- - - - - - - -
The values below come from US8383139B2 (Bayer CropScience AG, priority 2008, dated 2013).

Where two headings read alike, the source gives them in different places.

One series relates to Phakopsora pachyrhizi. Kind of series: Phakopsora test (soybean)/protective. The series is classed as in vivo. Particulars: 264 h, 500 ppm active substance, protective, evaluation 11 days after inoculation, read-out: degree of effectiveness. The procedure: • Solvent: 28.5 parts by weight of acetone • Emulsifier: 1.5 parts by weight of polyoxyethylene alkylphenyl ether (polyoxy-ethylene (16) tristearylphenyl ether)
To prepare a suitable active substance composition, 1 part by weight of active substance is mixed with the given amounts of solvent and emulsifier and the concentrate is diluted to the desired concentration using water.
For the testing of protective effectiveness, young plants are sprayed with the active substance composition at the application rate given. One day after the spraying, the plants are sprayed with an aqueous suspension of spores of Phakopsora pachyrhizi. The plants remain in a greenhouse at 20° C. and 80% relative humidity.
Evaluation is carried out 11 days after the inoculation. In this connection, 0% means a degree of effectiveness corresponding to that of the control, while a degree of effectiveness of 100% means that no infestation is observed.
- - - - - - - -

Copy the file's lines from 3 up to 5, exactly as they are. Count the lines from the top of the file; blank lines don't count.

One series relates to Phakopsora pachyrhizi. Kind of series: Phakopsora test (soybean)/protective. The series is classed as in vivo. Particulars: 264 h, 500 ppm active substance, protective, evaluation 11 days after inoculation, read-out: degree of effectiveness. The procedure: • Solvent: 28.5 parts by weight of acetone • Emulsifier: 1.5 parts by weight of polyoxyethylene alkylphenyl ether (polyoxy-ethylene (16) tristearylphenyl ether)
To prepare a suitable active substance composition, 1 part by weight of active substance is mixed with the given amounts of solvent and emulsifier and the concentrate is diluted to the desired concentration using water.
For the testing of protective effectiveness, young plants are sprayed with the active substance composition at the application rate given. One day after the spraying, the plants are sprayed with an aqueous suspension of spores of Phakopsora pachyrhizi. The plants remain in a greenhouse at 20° C. and 80% relative humidity.